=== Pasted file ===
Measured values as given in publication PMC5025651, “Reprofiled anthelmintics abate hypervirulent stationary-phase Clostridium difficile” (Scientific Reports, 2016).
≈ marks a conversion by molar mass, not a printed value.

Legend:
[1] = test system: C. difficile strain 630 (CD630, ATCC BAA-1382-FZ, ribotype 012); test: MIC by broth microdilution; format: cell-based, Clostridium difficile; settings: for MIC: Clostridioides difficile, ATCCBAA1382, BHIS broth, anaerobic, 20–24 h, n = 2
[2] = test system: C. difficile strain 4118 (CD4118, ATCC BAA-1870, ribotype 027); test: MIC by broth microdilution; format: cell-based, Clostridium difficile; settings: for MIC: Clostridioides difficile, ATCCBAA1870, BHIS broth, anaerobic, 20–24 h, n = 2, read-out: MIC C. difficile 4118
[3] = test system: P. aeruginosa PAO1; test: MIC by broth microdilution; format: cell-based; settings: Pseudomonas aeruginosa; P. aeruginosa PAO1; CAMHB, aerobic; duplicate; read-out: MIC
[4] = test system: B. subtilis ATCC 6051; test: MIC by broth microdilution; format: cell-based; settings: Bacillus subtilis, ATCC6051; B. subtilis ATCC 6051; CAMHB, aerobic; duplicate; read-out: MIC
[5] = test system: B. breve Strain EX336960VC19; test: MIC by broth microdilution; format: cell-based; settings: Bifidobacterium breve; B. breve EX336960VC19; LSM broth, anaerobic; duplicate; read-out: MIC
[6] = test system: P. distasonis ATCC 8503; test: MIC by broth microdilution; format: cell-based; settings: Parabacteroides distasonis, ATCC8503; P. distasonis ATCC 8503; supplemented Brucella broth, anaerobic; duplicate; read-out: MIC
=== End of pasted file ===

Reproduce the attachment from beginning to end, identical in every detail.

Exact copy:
Measured values as given in publication PMC5025651, “Reprofiled anthelmintics abate hypervirulent stationary-phase Clostridium difficile” (Scientific Reports, 2016).
≈ marks a conversion by molar mass, not a printed value.

Legend:
[1] = test system: C. difficile strain 630 (CD630, ATCC BAA-1382-FZ, ribotype 012); test: MIC by broth microdilution; format: cell-based, Clostridium difficile; settings: for MIC: Clostridioides difficile, ATCCBAA1382, BHIS broth, anaerobic, 20–24 h, n = 2
[2] = test system: C. difficile strain 4118 (CD4118, ATCC BAA-1870, ribotype 027); test: MIC by broth microdilution; format: cell-based, Clostridium difficile; settings: for MIC: Clostridioides difficile, ATCCBAA1870, BHIS broth, anaerobic, 20–24 h, n = 2, read-out: MIC C. difficile 4118
[3] = test system: P. aeruginosa PAO1; test: MIC by broth microdilution; format: cell-based; settings: Pseudomonas aeruginosa; P. aeruginosa PAO1; CAMHB, aerobic; duplicate; read-out: MIC
[4] = test system: B. subtilis ATCC 6051; test: MIC by broth microdilution; format: cell-based; settings: Bacillus subtilis, ATCC6051; B. subtilis ATCC 6051; CAMHB, aerobic; duplicate; read-out: MIC
[5] = test system: B. breve Strain EX336960VC19; test: MIC by broth microdilution; format: cell-based; settings: Bifidobacterium breve; B. breve EX336960VC19; LSM broth, anaerobic; duplicate; read-out: MIC
[6] = test system: P. distasonis ATCC 8503; test: MIC by broth microdilution; format: cell-based; settings: Parabacteroides distasonis, ATCC8503; P. distasonis ATCC 8503; supplemented Brucella broth, anaerobic; duplicate; read-out: MIC